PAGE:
Tag archives: ILC
By Matin Durrani
Today marks the end of Peer Review Week – a “global event celebrating the essential role that peer review plays in maintaining scientific quality”. The event brought together “individuals, institutions and organizations committed to sharing the central message that good peer review, whatever shape or form it might take, is critical to scholarly communications”.
It’s probably fair to say that Peer Review Week – now in its second year – didn’t quite have the media profile of, say, London Fashion Week, but then you have to start somewhere. And celebrating peer review seems a worthy and worthwhile thing to do. I bet even Rio de Janeiro’s Restaurant Week started out small. (more…)
By Hamish Johnston
At the end of next week millions of children in England and Wales will start their summer holidays and many parents will now be scrambling to find activities to keep their little dears occupied. Physics World can recommend a virtual trip to ILC Science Kids Club courtesy of the Tokyo Cable Network and Japan’s Advanced Accelerator Association. ILC stands for International Linear Collider, which is one of several proposed to take over when the Large Hadron Collider is eventually retired. In the first video of the series, a boy called Haru learns why scientists are keen on building accelerators from his Uncle Tomo. The video is in Japanese with English subtitles, so as well as learning about particle physics, your little tykes might even pick up a little Japanese.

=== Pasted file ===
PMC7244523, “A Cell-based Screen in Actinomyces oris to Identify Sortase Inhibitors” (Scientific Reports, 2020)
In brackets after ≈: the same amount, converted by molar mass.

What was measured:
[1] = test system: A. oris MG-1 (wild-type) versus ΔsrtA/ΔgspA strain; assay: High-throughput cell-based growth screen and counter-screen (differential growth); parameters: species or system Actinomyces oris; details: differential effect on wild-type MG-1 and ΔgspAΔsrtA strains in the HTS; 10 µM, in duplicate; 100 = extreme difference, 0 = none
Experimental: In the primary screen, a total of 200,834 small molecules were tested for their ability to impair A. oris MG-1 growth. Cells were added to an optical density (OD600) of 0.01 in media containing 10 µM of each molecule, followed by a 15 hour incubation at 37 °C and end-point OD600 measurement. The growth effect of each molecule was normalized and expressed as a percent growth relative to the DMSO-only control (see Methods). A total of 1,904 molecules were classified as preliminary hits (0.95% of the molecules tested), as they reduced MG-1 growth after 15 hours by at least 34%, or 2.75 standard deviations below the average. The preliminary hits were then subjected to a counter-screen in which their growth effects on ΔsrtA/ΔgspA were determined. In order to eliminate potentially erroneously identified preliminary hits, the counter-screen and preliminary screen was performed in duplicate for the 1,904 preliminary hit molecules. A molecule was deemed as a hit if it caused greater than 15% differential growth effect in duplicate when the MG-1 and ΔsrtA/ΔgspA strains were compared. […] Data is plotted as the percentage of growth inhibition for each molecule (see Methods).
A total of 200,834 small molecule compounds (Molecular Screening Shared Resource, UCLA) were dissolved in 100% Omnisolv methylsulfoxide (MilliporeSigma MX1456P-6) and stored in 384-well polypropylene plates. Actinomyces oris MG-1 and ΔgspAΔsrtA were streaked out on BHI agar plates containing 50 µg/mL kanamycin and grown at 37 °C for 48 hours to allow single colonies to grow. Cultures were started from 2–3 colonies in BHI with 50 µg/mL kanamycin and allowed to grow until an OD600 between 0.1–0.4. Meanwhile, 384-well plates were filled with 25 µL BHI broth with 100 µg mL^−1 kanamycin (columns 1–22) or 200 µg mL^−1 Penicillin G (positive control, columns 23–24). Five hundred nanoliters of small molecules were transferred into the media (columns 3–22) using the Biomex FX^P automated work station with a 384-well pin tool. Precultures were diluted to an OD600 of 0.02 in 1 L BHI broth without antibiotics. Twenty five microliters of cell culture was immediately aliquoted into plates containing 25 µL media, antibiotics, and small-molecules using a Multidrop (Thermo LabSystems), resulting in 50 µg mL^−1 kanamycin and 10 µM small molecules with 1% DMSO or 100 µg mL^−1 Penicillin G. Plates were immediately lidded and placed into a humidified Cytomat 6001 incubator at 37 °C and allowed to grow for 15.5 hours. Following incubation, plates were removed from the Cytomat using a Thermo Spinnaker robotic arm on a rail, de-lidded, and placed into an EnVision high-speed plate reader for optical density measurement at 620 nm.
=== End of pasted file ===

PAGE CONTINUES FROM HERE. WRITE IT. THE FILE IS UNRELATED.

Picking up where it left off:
By Tushna Commissariat
Are you suffering from particle-collider withdrawal symptoms now that the LHC has begun its long shutdown? If so, you will be pleased to learn that you can focus your attention elsewhere.
The International Linear Collider Collaboration has posted an updated version of its 2013 Technical Design Report on the arXiv preprint server. It’s a short and sweet overview of the collider’s design, including “detailed descriptions of the accelerator baseline design for a 500 GeV e+e llinear collider, the R&D program that has demonstrated its feasibility, the physics goals and expected sensitivities, and the description of the ILD and SiD detectors and their capabilities”.